Not so very long ago, when media moguls stalked the Earth in all their arrogant glory, Barry Diller was among the biggest of the big.
He occupied that top echelon of giants known by their first names, like Sumner (Redstone), Rupert (Murdoch), and Cher.
But Diller had something they lacked -- a reputation for intellectual depth.
He seemed to understand better than his fellow moguls the havoc that digital technology would wreak on their Hollywood sandboxes. Despite his roots in conventional media -- he has at times been chief of Paramount Pictures, head of prime-time TV at ABC, chairman of Fox, and CEO of Vivendi Universal -- he saw that once customers could get their entertainment from the Internet and interact with the TV set, a whole new world of opportunities, and risks, would open up.
But as the typically tepid results turned in recently by his IAC/InterActiveCorp demonstrate, he still hasn't figured out how to squeeze riches for shareholders from his vision.
The company earned $41 million, or 28 cents a share, for the quarter that ended June 30. That was an improvement over its $422-million loss a year earlier. But excluding one-time items such as asset sales, the earnings worked out to just 7 cents a share, slightly less than the 9 cents a share analysts expected.
But Diller's reputation for clairvoyance doesn't depend on anything so mundane as quarterly results. It's of much older vintage, predating his departure from Fox in 1992 and subsequent linkup with cable moguls John Malone and Brian Roberts as partners in QVC, the home shopping cable channel. QVC's downscale tawdriness could have rubbed off some of his sheen; instead, the shopping network gained glamour from his visionary sparkle.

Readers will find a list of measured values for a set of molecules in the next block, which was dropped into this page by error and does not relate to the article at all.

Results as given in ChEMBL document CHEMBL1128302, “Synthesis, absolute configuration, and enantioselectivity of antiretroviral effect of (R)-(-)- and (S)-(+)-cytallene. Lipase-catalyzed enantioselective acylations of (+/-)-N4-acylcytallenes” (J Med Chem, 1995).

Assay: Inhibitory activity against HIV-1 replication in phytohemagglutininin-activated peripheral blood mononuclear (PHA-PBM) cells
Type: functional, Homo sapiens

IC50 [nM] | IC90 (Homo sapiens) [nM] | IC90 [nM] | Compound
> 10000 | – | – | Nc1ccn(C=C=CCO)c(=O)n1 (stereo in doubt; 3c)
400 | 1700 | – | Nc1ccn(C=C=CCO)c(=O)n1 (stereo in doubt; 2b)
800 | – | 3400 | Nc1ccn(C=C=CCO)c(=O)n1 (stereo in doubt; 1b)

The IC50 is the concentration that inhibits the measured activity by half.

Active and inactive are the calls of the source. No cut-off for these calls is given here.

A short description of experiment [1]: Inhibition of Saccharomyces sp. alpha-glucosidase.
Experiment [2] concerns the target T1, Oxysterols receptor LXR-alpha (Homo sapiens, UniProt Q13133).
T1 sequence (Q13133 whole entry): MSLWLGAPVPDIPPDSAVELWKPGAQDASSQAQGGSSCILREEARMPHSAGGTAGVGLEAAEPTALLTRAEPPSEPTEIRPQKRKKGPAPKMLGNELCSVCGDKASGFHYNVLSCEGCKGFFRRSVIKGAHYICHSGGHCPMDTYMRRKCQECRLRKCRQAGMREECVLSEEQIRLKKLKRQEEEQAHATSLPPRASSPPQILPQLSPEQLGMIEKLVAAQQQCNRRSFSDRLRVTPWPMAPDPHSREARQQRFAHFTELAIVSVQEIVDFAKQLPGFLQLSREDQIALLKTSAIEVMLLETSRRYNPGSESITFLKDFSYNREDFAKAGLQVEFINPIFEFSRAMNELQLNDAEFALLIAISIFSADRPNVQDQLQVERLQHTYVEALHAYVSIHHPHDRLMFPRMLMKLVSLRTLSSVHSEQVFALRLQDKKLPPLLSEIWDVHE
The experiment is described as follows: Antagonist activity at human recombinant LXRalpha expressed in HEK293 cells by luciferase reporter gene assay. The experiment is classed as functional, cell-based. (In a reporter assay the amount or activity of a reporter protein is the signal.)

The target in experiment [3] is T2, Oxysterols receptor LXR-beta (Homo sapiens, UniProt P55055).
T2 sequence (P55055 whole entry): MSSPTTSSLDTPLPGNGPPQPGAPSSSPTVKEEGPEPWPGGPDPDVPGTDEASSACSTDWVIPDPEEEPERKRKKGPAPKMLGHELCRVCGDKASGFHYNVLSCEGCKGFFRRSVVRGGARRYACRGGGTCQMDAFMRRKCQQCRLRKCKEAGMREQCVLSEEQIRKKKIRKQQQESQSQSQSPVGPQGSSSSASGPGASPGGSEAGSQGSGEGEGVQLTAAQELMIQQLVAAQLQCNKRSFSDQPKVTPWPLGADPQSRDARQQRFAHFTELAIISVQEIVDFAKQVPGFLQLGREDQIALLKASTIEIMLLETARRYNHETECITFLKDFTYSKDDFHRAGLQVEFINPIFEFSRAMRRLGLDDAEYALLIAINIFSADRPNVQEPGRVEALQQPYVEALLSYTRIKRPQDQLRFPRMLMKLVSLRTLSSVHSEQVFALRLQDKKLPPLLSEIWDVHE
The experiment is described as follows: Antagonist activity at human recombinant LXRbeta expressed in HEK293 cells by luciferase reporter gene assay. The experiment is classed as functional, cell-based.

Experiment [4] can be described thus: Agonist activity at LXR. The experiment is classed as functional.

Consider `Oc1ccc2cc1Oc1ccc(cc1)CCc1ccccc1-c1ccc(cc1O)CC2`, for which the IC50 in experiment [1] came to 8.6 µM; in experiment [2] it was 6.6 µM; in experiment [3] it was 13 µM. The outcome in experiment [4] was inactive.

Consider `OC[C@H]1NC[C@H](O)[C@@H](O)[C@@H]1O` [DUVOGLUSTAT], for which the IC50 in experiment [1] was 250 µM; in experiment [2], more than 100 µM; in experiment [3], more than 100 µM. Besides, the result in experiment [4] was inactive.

Since then, the domain of the traditional moguls has indeed shrunk, and Diller has continued to pursue the grail of interactive profits. Driven from QVC in 1995, he reconnected with Malone to build a new company around Home Shopping Network, one of its rivals. Eventually that company became IAC/InterActiveCorp, which has consistently underwhelmed investors with its results while leading them ahead with its ideas for novel ventures. Late last month, for example, IAC made news by hiring the one-time TV wunderkind Ben Silverman to run a venture in new-media synergy.
Meanwhile, Diller, 67, proclaimed at an industry conference that the end of free online media was "absolutely inevitable."
"People will pay for content; they always have," he stated.
This was echt-Diller: giving investors a glimpse of the technological future while leaving them to wonder whether they'll ever get a piece of the action.
But that's the hitch in managing industries under attack from transformative technologies such as television, movies, and (not to put too fine a point on things) newspapers -- it's hard to know what lies ahead, but even that's easier than figuring out how to make money in the new era.
Thanks to his skill at describing the future with a broad brush, Diller's ability to enthrall onlookers never wanes. (He and IAC didn't respond to my request to hear more from the horse's mouth.) Soon after the Silverman announcement, BusinessWeek reported that his vision of "the merging of the Internet and advertising into a single piece of video that is part commercial and part entertainment" could create a "real bonanza."
Maybe yes, maybe no. Diller doesn't seem to have divined how to exploit this interactivity bonanza any better than anyone else. One reason may be that online businesses are subject to the same vagaries of the consumer market as their off-line cousins. When the economy stinks, sales fall at HSN (spun off last year from IAC) -- which they did by 8% in the quarter that ended June 30, compared with a year earlier -- just like they do at retailers such as J.C. Penney and Nordstrom.
Another obstacle may be the sheer diffuseness of IAC's holdings, a salmagundi of more than 50 Web-based retailers and services including Ask.com, which held down all of 2% of the U.S. search market at year-end 2008, as well as Kazulah (astrology) and Bustedtees (funny T-shirts).
That hints at one of the defining qualities -- or maybe a defining flaw -- of Diller as an operating executive. Technology fanciers would undoubtedly recognize him as an "early adopter" -- someone so fascinated with tech that he must own every new gadget, or, in Diller's case, every new e-media concept.
A 1993 New Yorker profile described him as so enraptured with his new Apple PowerBook laptop that he ignored what went on around him in corporate meetings while tapping at its keys, like a modern BlackBerry addict. (Though it also revealed that he hired a tutor to learn how to use it.)